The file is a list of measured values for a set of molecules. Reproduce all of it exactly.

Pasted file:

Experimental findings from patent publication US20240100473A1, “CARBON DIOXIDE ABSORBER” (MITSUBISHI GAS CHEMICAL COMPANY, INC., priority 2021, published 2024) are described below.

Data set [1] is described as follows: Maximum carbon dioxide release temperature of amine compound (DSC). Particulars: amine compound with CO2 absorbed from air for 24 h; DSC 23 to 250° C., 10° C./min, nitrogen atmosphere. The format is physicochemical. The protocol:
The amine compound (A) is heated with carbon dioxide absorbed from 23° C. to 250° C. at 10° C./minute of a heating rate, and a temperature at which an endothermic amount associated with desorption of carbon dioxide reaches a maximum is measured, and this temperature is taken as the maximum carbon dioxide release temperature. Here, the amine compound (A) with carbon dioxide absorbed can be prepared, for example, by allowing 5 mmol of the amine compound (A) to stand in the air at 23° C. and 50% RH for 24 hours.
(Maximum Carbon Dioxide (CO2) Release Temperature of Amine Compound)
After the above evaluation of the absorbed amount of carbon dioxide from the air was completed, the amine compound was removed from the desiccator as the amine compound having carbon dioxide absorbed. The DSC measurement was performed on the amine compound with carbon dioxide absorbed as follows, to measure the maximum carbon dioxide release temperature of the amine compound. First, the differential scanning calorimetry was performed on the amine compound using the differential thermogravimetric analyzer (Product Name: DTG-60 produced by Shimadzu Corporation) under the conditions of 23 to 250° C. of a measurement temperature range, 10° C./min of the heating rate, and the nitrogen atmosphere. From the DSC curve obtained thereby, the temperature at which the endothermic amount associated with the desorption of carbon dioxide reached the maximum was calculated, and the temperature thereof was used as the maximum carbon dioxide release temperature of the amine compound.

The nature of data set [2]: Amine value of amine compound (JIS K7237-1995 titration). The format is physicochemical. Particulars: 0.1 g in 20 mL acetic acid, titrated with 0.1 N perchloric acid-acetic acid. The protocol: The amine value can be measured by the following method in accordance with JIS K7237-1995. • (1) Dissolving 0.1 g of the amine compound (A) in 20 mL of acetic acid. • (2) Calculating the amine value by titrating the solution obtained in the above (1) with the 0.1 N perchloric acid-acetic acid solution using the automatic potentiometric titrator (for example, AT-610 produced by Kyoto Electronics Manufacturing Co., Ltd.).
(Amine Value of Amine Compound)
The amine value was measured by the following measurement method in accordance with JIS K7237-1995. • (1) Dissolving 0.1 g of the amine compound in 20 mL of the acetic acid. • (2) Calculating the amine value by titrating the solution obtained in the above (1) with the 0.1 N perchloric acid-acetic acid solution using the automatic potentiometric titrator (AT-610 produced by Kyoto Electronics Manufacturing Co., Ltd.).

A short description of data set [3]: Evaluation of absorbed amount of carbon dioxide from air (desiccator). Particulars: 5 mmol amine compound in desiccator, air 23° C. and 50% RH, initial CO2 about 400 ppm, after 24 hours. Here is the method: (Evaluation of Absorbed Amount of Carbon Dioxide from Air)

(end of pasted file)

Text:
Experimental findings from patent publication US20240100473A1, “CARBON DIOXIDE ABSORBER” (MITSUBISHI GAS CHEMICAL COMPANY, INC., priority 2021, published 2024) are described below.

Data set [1] is described as follows: Maximum carbon dioxide release temperature of amine compound (DSC). Particulars: amine compound with CO2 absorbed from air for 24 h; DSC 23 to 250° C., 10° C./min, nitrogen atmosphere. The format is physicochemical. The protocol:
The amine compound (A) is heated with carbon dioxide absorbed from 23° C. to 250° C. at 10° C./minute of a heating rate, and a temperature at which an endothermic amount associated with desorption of carbon dioxide reaches a maximum is measured, and this temperature is taken as the maximum carbon dioxide release temperature. Here, the amine compound (A) with carbon dioxide absorbed can be prepared, for example, by allowing 5 mmol of the amine compound (A) to stand in the air at 23° C. and 50% RH for 24 hours.
(Maximum Carbon Dioxide (CO2) Release Temperature of Amine Compound)
After the above evaluation of the absorbed amount of carbon dioxide from the air was completed, the amine compound was removed from the desiccator as the amine compound having carbon dioxide absorbed. The DSC measurement was performed on the amine compound with carbon dioxide absorbed as follows, to measure the maximum carbon dioxide release temperature of the amine compound. First, the differential scanning calorimetry was performed on the amine compound using the differential thermogravimetric analyzer (Product Name: DTG-60 produced by Shimadzu Corporation) under the conditions of 23 to 250° C. of a measurement temperature range, 10° C./min of the heating rate, and the nitrogen atmosphere. From the DSC curve obtained thereby, the temperature at which the endothermic amount associated with the desorption of carbon dioxide reached the maximum was calculated, and the temperature thereof was used as the maximum carbon dioxide release temperature of the amine compound.

The nature of data set [2]: Amine value of amine compound (JIS K7237-1995 titration). The format is physicochemical. Particulars: 0.1 g in 20 mL acetic acid, titrated with 0.1 N perchloric acid-acetic acid. The protocol: The amine value can be measured by the following method in accordance with JIS K7237-1995. • (1) Dissolving 0.1 g of the amine compound (A) in 20 mL of acetic acid. • (2) Calculating the amine value by titrating the solution obtained in the above (1) with the 0.1 N perchloric acid-acetic acid solution using the automatic potentiometric titrator (for example, AT-610 produced by Kyoto Electronics Manufacturing Co., Ltd.).
(Amine Value of Amine Compound)
The amine value was measured by the following measurement method in accordance with JIS K7237-1995. • (1) Dissolving 0.1 g of the amine compound in 20 mL of the acetic acid. • (2) Calculating the amine value by titrating the solution obtained in the above (1) with the 0.1 N perchloric acid-acetic acid solution using the automatic potentiometric titrator (AT-610 produced by Kyoto Electronics Manufacturing Co., Ltd.).

A short description of data set [3]: Evaluation of absorbed amount of carbon dioxide from air (desiccator). Particulars: 5 mmol amine compound in desiccator, air 23° C. and 50% RH, initial CO2 about 400 ppm, after 24 hours. Here is the method: (Evaluation of Absorbed Amount of Carbon Dioxide from Air)